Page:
Q: What are the goals of the Circular Bioeconomy Systems initiative?

A: We envision profitable production for current and future bioeconomy stakeholders, beginning in Tennessee but also serving as a blueprint for the nation. The project will bring researchers together across the ORNL and UT complex, combining their strengths to tackle real-world challenges for a circular bioeconomy. Circularity cannot be achieved without knowing a lot about these plant feedstocks, their applications and what happens in the reuse/recycling phase after first use. No one is doing that kind of integration, and that’s what we want to achieve. 

barn at farm
Another view of Erin Webb’s family farm in East Tennessee. Webb is bringing together researchers from ORNL and UT to develop circular bioeconomy systems in the state. Credit: Trip Webb

We want to bring together people who know about the plants, where and how to grow them in the most sustainable way, the best way to process biomass, to work with material scientists who can develop biobased materials that are easily reused or recycled, and with people who develop and apply those new products for use in areas such as transportation. We’ll also use our decision science capabilities to identify opportunities and encourage stakeholders. We want to create test beds where we can bring all this knowledge together and develop and analyze products made from plant feedstocks.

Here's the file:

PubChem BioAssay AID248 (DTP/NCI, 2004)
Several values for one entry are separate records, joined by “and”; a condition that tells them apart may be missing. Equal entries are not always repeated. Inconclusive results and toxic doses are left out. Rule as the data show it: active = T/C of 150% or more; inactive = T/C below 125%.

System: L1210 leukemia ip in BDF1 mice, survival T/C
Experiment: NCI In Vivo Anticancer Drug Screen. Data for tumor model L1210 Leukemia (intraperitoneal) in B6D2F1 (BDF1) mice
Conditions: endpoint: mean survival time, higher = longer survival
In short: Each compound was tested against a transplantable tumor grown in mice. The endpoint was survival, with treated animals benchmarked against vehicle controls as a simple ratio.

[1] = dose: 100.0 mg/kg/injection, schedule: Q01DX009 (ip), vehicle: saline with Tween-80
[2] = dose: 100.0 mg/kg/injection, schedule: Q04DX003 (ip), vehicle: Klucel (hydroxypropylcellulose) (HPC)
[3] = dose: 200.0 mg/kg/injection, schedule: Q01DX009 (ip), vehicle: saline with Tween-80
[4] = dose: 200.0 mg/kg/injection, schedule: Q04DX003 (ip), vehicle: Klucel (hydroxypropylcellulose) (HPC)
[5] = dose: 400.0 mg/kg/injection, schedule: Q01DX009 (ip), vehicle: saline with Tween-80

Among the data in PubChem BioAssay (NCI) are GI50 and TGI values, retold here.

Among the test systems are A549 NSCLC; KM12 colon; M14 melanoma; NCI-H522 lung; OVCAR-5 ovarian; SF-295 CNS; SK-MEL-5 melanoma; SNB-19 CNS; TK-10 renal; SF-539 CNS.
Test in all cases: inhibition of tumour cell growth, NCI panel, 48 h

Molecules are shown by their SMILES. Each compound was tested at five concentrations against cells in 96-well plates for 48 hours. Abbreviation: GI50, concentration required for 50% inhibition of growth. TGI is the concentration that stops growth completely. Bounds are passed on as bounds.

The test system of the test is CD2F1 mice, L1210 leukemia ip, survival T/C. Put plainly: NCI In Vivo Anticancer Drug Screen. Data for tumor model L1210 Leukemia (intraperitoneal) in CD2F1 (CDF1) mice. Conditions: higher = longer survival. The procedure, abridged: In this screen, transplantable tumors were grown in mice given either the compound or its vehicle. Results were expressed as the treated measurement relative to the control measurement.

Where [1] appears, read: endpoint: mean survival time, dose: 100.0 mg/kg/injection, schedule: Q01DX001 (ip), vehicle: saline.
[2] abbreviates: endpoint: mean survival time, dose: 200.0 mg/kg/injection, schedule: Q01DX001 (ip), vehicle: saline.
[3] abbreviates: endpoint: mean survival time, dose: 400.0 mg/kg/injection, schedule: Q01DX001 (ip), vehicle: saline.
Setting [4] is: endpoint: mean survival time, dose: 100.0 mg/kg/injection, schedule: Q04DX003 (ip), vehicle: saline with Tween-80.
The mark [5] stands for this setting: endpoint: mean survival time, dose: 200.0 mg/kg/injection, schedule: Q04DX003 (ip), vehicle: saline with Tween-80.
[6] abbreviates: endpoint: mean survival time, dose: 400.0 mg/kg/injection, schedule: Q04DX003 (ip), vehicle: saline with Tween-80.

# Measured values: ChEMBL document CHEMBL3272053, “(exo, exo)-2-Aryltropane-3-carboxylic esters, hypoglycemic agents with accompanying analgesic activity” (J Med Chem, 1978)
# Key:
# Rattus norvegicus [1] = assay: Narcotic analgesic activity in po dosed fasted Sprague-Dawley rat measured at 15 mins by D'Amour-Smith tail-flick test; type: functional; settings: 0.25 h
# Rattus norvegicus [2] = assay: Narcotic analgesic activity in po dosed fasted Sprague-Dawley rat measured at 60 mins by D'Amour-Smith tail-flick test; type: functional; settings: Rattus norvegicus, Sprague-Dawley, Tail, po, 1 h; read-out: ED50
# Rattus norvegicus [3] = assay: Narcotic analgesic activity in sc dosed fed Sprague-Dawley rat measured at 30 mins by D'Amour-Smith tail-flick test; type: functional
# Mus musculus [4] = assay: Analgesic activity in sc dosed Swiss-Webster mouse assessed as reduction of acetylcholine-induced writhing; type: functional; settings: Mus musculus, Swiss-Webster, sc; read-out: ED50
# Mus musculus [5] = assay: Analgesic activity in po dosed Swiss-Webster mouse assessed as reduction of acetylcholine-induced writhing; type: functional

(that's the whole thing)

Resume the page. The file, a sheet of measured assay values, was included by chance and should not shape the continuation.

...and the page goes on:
Q: What are some of the potential applications for biobased materials in Tennessee? 

A: One of the opportunities we see is to collaborate with the state’s automotive industry. Tennessee leads the Southeast in automotive manufacturing, with operations spread across the state. Those businesses are looking for carbon offsets and could benefit from a variety of plant-based materials, from bioplastics to foam and insulation, textiles and more that we can support. Both ORNL and UT have good relationships with the automotive industry. ORNL operates DOE user facilities like the National Transportation Research Center and the Manufacturing Demonstration Facility that have been engaged in helping industry resolve science and technology challenges for years. There will be other opportunities for biomaterials use. I’m excited to hear what ideas our scientists from different disciplines come up with.

Q: What’s happening now, in the early stages of the initiative?

A: We’re already building our science ecosystem, identifying existing staff and posting openings for new positions. UT and ORNL will staff 10 new positions each for the CRI, targeting a mix of early to mid-career staff, and then in turn hire postdocs and graduate students who will be paired with mentors as part of the initiative.